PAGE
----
Starting a wardrobe of wafuku can be daunting. There’s all these new words and different styles, different types, different seasons, all these rules and suggestions. So where should a newbie to kimono and kitsuke begin? I’ve written this guide to help you build a basic ensemble that is perfect for practicing beginners kitsuke.
What are you going to need?
- A kimono or yukata
- Obi maeita
- 2 koshihimo (3 if you intend to buy a nagoya obi)
- 2 datejime
- Korin belt
- Nagajuban or hadajuban and susoyoke
- Padding and/or kimono bra
- Cotton juban
- Obiage (Optional – see Choosing an obi)
- Obijime (Optional – see Choosing an obi)
- Obimakura (Optional – see Choosing an obi)
Choosing a kimono
Instead, I’d suggest a simple komon in a non-seasonal pattern for your first purchase. Asa no ha, yagasuri or even something whimisical and modern like a cat pattern, are perfect for a first kimono as they can be worn all year round without breaking any rules.
Alternatively, even though yukata can only be worn during summer months, they are light-weight and inexpensive and can often be bought in prearranged sets. For the sake of practice, it may be cost-effective for a beginner to choose this route.
Look out for the length! You want a kimono that is around your height + 10cm. (For me at 166cm, I often settle for 175cm kimono and yukata which is often as tall as it gets). There is an excellent post on how to measure yourself for kimono here.
Choosing an obi
Although the most common obi worn with modern kimono is a Nagoya obi, in my opinion it is better to start with a hanhaba or a yukata obi. You can learn basic obi musubi (obi knots) with hanhaba with fewer accessories needed. In fact, with a hanhaba or yukata obi, you do not need an obiage, obijime or obimakura, meaning you can start practicing kitsuke immediately without collecting other items.
If you decide to use a nagoya obi first, then you will need to buy an obiage, obijime and obi makura as well as an extra koshihimo. This will enable you to tie the traditional and popular taiko musubi, but is a higher start up cost compared to a hanhaba.
Avoid heavy embroidery and heavy brocade silks! These are much more formal obi which you won’t have the opportunity to wear often.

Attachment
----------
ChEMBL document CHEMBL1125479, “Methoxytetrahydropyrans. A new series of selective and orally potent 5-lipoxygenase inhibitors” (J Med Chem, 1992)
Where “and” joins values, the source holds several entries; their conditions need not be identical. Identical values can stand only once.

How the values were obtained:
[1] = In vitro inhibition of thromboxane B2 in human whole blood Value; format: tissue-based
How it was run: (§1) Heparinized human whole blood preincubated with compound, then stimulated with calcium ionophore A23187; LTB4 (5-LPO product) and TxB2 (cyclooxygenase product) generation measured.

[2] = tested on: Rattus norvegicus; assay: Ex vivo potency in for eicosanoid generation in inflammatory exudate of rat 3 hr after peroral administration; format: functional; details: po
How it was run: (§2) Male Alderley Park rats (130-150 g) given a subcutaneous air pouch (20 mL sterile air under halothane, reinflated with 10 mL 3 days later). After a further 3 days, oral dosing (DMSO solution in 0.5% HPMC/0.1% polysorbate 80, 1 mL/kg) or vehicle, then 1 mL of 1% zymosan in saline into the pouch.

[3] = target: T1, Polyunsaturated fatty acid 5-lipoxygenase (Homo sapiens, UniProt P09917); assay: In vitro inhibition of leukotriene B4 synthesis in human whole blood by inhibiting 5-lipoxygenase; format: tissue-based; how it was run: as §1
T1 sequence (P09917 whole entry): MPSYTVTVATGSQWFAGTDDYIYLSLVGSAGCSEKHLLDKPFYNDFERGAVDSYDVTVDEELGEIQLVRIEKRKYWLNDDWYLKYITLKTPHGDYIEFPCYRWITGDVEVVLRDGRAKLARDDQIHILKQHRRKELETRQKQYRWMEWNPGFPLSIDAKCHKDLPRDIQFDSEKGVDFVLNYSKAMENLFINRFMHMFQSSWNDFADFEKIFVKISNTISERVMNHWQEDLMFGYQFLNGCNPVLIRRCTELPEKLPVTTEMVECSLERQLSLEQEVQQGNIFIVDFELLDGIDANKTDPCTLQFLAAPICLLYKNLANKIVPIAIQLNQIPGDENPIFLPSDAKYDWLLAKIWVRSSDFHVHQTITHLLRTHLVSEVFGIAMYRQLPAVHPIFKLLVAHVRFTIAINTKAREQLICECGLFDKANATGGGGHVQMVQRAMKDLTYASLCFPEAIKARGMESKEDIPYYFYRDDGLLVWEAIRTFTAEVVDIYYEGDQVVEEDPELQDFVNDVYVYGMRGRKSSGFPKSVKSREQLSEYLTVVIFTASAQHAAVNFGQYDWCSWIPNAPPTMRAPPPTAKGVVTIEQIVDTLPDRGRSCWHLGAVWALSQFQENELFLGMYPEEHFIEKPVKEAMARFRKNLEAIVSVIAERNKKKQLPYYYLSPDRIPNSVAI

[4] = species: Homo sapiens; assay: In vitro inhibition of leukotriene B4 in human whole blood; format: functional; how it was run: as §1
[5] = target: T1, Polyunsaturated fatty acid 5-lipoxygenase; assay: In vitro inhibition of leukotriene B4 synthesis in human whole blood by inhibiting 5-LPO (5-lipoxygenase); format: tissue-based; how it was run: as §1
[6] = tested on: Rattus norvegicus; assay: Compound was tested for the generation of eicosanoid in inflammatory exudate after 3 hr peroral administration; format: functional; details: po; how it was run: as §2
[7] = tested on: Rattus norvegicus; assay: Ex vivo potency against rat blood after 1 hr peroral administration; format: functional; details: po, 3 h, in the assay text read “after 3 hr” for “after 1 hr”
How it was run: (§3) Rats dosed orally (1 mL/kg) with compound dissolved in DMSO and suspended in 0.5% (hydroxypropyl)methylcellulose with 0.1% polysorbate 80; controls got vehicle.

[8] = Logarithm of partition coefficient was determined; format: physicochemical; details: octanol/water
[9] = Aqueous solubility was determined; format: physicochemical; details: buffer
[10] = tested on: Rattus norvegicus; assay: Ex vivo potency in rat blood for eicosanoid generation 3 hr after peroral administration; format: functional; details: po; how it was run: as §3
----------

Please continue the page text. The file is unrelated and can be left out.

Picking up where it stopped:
Obi to look for: hanhaba or yukata obi.
I’d suggest buying plain colors like white that allow you to mix it with a wide variety of different kimono. Also, a hadajuban and susoyoke is easier to adjust and wear than a nagajuban, in my experience. You can always sew on colorful collars when you need to.
Padding can be created with towels for the beginner. For flattening a larger bust, a kimono bra may be a good investment if sports bras don’t work.
Simple and clean is best. Buying something to start that has a high possibility of reuse means that you do not have to buy new things with every kimono ensemble you put together. Try not to buy plain white or black items (white because they are likely used for marriage, black because they are likely used for funerals), but other than that, choose things that you like in colors and patterns that you feel you will get the most use from.
For tabi, white is the most versatile color and the one that must be worn with most kimono that are not fashion kimono.
And that’s it! That’s my advice for building a beginner’s wardrobe for kitsuke. You’ll have everything you need to go out and about in kimono without making a fool of yourself here! Hunt around for bargains on places like Rakuten and Ichiroya and you may even be able to do it cheaply as well!
Note: I am not sponsored by any of the links, nor have I ordered from many of these stores. They are merely there to provide a visual and to show options. Please consider and research all purchases carefully.